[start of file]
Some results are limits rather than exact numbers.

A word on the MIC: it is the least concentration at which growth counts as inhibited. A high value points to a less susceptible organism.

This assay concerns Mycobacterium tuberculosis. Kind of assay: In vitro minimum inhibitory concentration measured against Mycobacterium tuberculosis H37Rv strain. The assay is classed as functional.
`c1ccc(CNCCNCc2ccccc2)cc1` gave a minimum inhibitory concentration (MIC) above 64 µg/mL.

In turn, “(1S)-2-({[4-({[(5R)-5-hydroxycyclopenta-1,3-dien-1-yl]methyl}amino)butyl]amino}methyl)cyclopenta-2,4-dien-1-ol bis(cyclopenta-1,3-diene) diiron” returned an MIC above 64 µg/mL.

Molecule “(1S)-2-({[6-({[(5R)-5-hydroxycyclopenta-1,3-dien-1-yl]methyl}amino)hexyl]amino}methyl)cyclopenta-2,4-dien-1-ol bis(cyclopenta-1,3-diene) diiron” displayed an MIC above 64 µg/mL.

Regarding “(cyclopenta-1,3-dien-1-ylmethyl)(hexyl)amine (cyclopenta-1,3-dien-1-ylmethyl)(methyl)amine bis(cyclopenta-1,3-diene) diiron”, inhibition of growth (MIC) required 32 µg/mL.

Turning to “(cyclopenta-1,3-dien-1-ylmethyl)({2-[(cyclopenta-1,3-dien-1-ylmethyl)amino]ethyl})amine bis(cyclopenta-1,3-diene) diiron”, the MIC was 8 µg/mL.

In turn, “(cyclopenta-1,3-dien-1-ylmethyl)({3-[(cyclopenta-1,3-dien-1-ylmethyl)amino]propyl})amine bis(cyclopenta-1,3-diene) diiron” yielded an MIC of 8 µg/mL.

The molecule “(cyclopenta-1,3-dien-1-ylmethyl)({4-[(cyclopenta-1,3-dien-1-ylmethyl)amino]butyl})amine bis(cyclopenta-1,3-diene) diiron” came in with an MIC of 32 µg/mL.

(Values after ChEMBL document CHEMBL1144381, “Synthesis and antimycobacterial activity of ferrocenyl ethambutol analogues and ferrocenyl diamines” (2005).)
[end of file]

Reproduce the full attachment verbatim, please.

Some results are limits rather than exact numbers.

A word on the MIC: it is the least concentration at which growth counts as inhibited. A high value points to a less susceptible organism.

This assay concerns Mycobacterium tuberculosis. Kind of assay: In vitro minimum inhibitory concentration measured against Mycobacterium tuberculosis H37Rv strain. The assay is classed as functional.
`c1ccc(CNCCNCc2ccccc2)cc1` gave a minimum inhibitory concentration (MIC) above 64 µg/mL.

In turn, “(1S)-2-({[4-({[(5R)-5-hydroxycyclopenta-1,3-dien-1-yl]methyl}amino)butyl]amino}methyl)cyclopenta-2,4-dien-1-ol bis(cyclopenta-1,3-diene) diiron” returned an MIC above 64 µg/mL.

Molecule “(1S)-2-({[6-({[(5R)-5-hydroxycyclopenta-1,3-dien-1-yl]methyl}amino)hexyl]amino}methyl)cyclopenta-2,4-dien-1-ol bis(cyclopenta-1,3-diene) diiron” displayed an MIC above 64 µg/mL.

Regarding “(cyclopenta-1,3-dien-1-ylmethyl)(hexyl)amine (cyclopenta-1,3-dien-1-ylmethyl)(methyl)amine bis(cyclopenta-1,3-diene) diiron”, inhibition of growth (MIC) required 32 µg/mL.

Turning to “(cyclopenta-1,3-dien-1-ylmethyl)({2-[(cyclopenta-1,3-dien-1-ylmethyl)amino]ethyl})amine bis(cyclopenta-1,3-diene) diiron”, the MIC was 8 µg/mL.

In turn, “(cyclopenta-1,3-dien-1-ylmethyl)({3-[(cyclopenta-1,3-dien-1-ylmethyl)amino]propyl})amine bis(cyclopenta-1,3-diene) diiron” yielded an MIC of 8 µg/mL.

The molecule “(cyclopenta-1,3-dien-1-ylmethyl)({4-[(cyclopenta-1,3-dien-1-ylmethyl)amino]butyl})amine bis(cyclopenta-1,3-diene) diiron” came in with an MIC of 32 µg/mL.

(Values after ChEMBL document CHEMBL1144381, “Synthesis and antimycobacterial activity of ferrocenyl ethambutol analogues and ferrocenyl diamines” (2005).)